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February 2009

Horse property rights: Grim tone improves

PropertyRights02_19_09 FORT COLLINS, Colorado -- The grim tone improved Thursday, Feb. 19 at the second of two feedback sessions regarding new potential land use regulations for horse business owners as common themes emerged: Unify, simplify and loosen.

By evening’s end, horse businesses owners realized the need to unify. “This is really important. We have to, on this one, band together,” said Jenny McGraw, real estate broker, horse owner and former mayor of Timnath.

McGraw called it “a great one,” acknowledging a comment Tuesday at the first feedback session by Linda Hoffman, facilitator of the land use rules study, who noted the diverse interests of local horse enthusiasts, and quipped, “You all don’t even trust each other.”

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Horse property use: “We need a miracle”

FORT COLLINS, Colorado -- Distrust of county government and alleged unfair treatment set the tone for the first feedback session on changing the property rights of Larimer County horse businesses.

 “We are scared,” one stable owner told the 70 – 80 people that attended the meeting Tuesday, Feb. 17 at the county courthouse offices. “I believe horse people are being targeted.” The horse industry “is not big or profitable, but it’s a great industry.”

Linda Hoffman, director of the county’s Rural Land Use Center, tried to calm fears. Properties boarding up to four horses currently operate rule-free, but since nobody knows where this study will go, that could change.

“We are very anxious to find a way to preserve and protect the long-term health and viability of the equine industry in Larimer County,” said Hoffman. A self-described “Kansas farm girl” with family ties to the horse industry, Hoffman is in charge of facilitating the study.

Many questioned why the county is taking action so quickly after the bitter livestock battle three years ago when proposed restrictions – that included all horse owners – were quashed in a vote by county commissioners.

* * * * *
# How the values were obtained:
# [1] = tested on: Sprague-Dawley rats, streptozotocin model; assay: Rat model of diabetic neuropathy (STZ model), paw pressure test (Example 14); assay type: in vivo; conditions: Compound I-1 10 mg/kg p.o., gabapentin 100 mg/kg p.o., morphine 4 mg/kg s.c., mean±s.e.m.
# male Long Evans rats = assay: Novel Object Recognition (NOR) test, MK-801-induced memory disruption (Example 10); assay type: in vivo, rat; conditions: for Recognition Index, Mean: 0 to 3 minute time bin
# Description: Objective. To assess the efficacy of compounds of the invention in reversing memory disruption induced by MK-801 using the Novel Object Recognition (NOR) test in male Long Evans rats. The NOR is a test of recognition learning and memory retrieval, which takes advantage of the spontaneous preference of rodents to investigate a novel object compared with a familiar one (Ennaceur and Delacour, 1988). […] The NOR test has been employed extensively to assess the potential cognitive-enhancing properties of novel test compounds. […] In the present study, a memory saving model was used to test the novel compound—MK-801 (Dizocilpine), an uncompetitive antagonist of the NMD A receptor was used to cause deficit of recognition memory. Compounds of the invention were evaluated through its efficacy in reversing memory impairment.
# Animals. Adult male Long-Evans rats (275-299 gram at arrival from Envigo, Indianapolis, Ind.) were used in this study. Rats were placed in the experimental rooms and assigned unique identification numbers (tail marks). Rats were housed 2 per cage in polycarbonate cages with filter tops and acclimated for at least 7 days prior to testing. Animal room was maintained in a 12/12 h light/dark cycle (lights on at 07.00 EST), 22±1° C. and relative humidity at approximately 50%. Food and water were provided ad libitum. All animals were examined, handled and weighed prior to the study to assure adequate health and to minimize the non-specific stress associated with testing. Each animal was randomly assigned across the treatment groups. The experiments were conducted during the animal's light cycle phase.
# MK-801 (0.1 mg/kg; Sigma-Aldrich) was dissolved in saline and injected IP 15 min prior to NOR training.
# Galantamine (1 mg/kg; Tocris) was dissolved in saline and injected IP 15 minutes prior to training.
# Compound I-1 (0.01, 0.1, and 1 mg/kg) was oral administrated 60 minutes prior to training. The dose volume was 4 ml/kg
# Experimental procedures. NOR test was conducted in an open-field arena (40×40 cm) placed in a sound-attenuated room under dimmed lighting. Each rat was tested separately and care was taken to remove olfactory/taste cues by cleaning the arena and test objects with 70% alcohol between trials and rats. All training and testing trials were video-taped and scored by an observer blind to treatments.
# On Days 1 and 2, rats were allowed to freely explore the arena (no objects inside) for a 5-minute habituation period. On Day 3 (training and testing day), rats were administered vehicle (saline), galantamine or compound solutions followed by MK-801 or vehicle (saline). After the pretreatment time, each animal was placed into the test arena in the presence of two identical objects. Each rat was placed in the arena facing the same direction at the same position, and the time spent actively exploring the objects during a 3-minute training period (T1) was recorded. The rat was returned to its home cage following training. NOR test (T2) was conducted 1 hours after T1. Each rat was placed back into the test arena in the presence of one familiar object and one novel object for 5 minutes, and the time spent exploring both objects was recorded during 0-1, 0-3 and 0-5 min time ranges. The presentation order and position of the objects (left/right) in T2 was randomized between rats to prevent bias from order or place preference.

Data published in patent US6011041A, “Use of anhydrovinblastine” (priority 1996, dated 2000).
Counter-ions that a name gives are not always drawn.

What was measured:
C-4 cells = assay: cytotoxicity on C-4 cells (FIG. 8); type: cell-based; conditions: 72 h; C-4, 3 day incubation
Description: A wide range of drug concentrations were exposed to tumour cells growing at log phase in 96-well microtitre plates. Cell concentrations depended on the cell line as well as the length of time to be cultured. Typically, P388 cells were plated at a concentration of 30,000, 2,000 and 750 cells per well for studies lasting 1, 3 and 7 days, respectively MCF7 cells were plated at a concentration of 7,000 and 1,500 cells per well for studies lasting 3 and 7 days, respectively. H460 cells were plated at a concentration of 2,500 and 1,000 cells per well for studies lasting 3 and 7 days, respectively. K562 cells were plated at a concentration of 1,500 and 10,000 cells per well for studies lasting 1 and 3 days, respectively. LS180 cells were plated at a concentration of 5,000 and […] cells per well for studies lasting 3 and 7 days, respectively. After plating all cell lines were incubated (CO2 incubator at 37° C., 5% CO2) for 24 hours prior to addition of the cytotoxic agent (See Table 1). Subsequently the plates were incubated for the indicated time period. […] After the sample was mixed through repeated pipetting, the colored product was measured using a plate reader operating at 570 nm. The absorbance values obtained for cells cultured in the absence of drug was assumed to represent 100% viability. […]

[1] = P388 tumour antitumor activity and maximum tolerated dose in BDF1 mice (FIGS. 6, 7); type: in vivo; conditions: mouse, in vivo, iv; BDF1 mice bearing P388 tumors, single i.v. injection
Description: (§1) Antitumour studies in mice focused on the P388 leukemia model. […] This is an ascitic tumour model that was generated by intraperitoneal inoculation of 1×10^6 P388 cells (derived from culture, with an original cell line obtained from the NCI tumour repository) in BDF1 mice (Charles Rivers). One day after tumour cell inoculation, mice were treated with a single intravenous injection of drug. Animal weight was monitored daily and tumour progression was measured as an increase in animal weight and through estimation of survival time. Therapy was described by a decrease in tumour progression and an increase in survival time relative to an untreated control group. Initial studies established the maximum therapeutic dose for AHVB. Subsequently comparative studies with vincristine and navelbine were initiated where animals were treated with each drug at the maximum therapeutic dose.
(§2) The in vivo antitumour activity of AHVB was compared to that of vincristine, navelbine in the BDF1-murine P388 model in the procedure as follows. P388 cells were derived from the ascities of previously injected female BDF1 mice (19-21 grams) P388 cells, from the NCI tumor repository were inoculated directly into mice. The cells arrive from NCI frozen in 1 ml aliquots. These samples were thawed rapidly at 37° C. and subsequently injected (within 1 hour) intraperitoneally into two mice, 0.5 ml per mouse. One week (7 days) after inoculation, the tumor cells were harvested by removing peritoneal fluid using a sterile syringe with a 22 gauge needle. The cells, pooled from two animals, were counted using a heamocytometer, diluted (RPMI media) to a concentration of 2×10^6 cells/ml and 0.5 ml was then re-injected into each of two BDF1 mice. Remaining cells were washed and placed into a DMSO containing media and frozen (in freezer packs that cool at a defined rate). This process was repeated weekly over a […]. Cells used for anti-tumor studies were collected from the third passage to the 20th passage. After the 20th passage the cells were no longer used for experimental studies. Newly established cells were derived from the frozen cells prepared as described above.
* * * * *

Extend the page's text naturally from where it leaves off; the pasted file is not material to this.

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Who's what, marked where?


(Earn points and free badges at our sister site, Mane-U. We are mobile-friendly and love horse trivia.)

The other evening when I brought horses in from their daily turnouts, I found two horses in the same pen, wearing identical blankets, and at first glance, the geldings looked identical. A closer look revealed that my equine friends were actually a brown and a bay. I instantly knew who was who, and therefore who went where. At a stable, you typically have a lot of horses, and being able to describe an individual to the veterinarian, the farrier, or other help becomes crucial. Colors and markings are the equivalent of your horse’s license plate. And if you move into a horse profession, brand inspector, sales broker or breeder for instance, you need an even deeper understanding of colors and markings. Larimer County Horse Project 4-H’ers will find something about colors and markings on almost every written test they take. We think this game (click on the photo to launch the quiz) is appropriate for a 4-H Advancement Level I or II written test. Try it to see how your knowledge stacks up. Have fun!
Had trouble? Follow these links to learn more:
Morgan Horse colors
Quarter Horse colors
Paint Horse markings

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Larimer land use rules loom

Click here to enlarge. Pull leather buckaroos, your land use rights are about to change.

For the uninitiated, land use rules affect your property's value, your ability to operate, and what you might like to do with your horse property in the future.  Naturally, everyone wants to protect their land use rights.

The conflict develops however, as communities expand and the dusty, smelly side of horses along with an occasional owner who trashes the land, begin to offend newly-arrived neighbors. Horse owners, as well as those seeking horse activities, start to find themselves squeezed.

Hay fields give way to other development, and businesses that depend on the horse industry (an annual $1.6 billion and 21,300 jobs in Colorado) see shrinking clientele. Eventually, the rural – and often historic -- horse culture goes the way of the Native American Indians.

I know because I saw it happen in Santa Clara County -- home of Silicon Valley -- where I grew up.

The great horse-industry-disappearing-act plays out yet another scene today 

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Clydesdales save Super Bowl XLIII

I used to think of the Super Bowl as a good time to buy groceries because I could shop in peace while everyone else sat glued to their televisions. No more. For me, the Super Bowl now qualifies as a major horse event, thanks to the Budweiser Clydesdales. These awesome examples of the world’s largest horse breed - and their marketing department – deserve applause for their Super Bowl entertainment. And, I’ll admit, even for a reluctant viewer like me, this year’s Super Bowl qualified for high drama with the last second, ballet-style leap and catch by the really cute guy playing for the (I think) Steelers. Anyway, horse lovers, treat yourself to these Budweiser Clydesdale video links. (Don’t worry if you see the Coke commercial first. For some reason, it’s stuck to the Clydesdales.)
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